Vicar's Opinion - Newspaper Article

Rev David writes -   A Happy New Year as I embark upon a sabbatical - 29th December 2017

As the year closes this is my last piece for the paper for now as I am about to begin a three month sabbatical. Clergy are encouraged to take a break and the rule of thumb is every ten years. The idea is that we stay fresh and having a change helps.

It is meant as an opportunity for rest, to disengage from the normal routine of things, but also to explore an area of interest which can help to inform our ministry and calling. The rigours of parish ministry are demanding in all sorts of ways and sometimes need more refreshing than a simple holiday can provide. It is a chance to recalibrate and ensure one’s spiritual compass is functioning right. It is better to do it when the engine is firing on all cylinders than to wait for something to go bang necessitating a rebuild!

It does mean that the church suddenly have to fend for themselves without their captain, but albeit for a fixed time. It should help to give that church a greater confidence that they do not simply rely upon one person to maintain its life. But it is about change and largely speaking, no one likes change.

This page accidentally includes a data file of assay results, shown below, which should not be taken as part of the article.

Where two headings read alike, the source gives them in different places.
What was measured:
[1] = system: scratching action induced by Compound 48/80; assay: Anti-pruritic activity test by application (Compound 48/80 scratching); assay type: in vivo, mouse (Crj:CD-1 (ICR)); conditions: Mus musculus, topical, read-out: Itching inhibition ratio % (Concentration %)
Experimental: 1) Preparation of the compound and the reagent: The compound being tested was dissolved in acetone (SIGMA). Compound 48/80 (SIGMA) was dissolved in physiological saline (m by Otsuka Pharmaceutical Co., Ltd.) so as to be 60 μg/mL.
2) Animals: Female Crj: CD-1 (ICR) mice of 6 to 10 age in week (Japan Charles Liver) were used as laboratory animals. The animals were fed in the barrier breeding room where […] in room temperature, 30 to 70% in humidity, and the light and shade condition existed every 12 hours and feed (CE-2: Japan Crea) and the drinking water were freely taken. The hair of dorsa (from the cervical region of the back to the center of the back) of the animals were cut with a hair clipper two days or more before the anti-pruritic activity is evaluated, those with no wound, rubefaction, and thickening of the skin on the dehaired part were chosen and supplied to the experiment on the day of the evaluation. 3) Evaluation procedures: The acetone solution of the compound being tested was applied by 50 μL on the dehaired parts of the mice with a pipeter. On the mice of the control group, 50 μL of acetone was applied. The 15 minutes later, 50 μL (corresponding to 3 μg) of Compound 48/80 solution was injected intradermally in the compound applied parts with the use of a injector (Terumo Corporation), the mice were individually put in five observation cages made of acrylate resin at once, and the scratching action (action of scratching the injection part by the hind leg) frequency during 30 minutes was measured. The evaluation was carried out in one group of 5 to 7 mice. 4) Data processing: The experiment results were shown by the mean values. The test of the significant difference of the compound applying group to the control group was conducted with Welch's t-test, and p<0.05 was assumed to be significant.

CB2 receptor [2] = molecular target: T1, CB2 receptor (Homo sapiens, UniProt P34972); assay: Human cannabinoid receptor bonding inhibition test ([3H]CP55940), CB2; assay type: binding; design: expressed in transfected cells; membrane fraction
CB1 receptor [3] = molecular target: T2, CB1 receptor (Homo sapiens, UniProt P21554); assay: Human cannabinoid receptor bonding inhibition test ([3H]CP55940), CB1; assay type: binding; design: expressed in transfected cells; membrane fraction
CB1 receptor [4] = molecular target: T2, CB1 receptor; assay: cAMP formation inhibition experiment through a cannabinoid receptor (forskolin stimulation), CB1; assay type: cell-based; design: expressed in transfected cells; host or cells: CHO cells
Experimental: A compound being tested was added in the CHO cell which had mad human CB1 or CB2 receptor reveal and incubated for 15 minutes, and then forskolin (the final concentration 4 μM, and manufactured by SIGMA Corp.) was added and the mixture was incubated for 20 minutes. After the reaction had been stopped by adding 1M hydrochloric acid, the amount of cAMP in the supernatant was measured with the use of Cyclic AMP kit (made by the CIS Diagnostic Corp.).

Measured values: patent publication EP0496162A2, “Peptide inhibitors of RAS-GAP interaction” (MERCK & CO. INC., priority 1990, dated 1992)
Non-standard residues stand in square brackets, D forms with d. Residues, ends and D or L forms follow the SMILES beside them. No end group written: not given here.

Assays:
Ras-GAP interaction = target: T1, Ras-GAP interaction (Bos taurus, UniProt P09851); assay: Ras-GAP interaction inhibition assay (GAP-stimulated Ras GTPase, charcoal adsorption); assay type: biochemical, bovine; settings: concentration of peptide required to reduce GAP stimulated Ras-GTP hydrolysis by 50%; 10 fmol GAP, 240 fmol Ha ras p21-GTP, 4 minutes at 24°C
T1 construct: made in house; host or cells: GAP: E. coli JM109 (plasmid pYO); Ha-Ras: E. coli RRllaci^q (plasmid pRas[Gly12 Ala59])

It is a trait of human nature that we generally speaking prefer stability. There is something tremendously encouraging about familiarity, be it in routines or in the people around and places we go. I am definitely one who likes familiarity. The number of times I have had to stop my wife from getting rid of that old, slightly tatty, but comfortable jumper! (How many men can relate to that?)

But change is inevitable. Time itself is change. We get older and here we are as the calendar flicks over to another year. Our bodies change as we age and we have to learn to adapt to those changes. It is rather sad to see those who seek to plaster over the cracks of the effects of time, although some rearguard action is totally fine! Learning to accept inevitable change is part of the art of living contentedly.

My sabbatical will be looking at Church unity. I have learned that there are twenty five thousand Christian denominations in the world. Jesus said we should be as one, so what’s gone wrong? I feel that it will be an interesting and challenging journey which I am not quite sure where it will take me. It’s quite exciting!

So on the cusp of this New Year I hope and pray that for all of us we shall allow ourselves to be changed into better people and more able to fulfil our calling and place in life. Happy New Year!

 

 

                                                                                                                                               The Rev David Farey

Vicar of Hellingly and Upper Dicker




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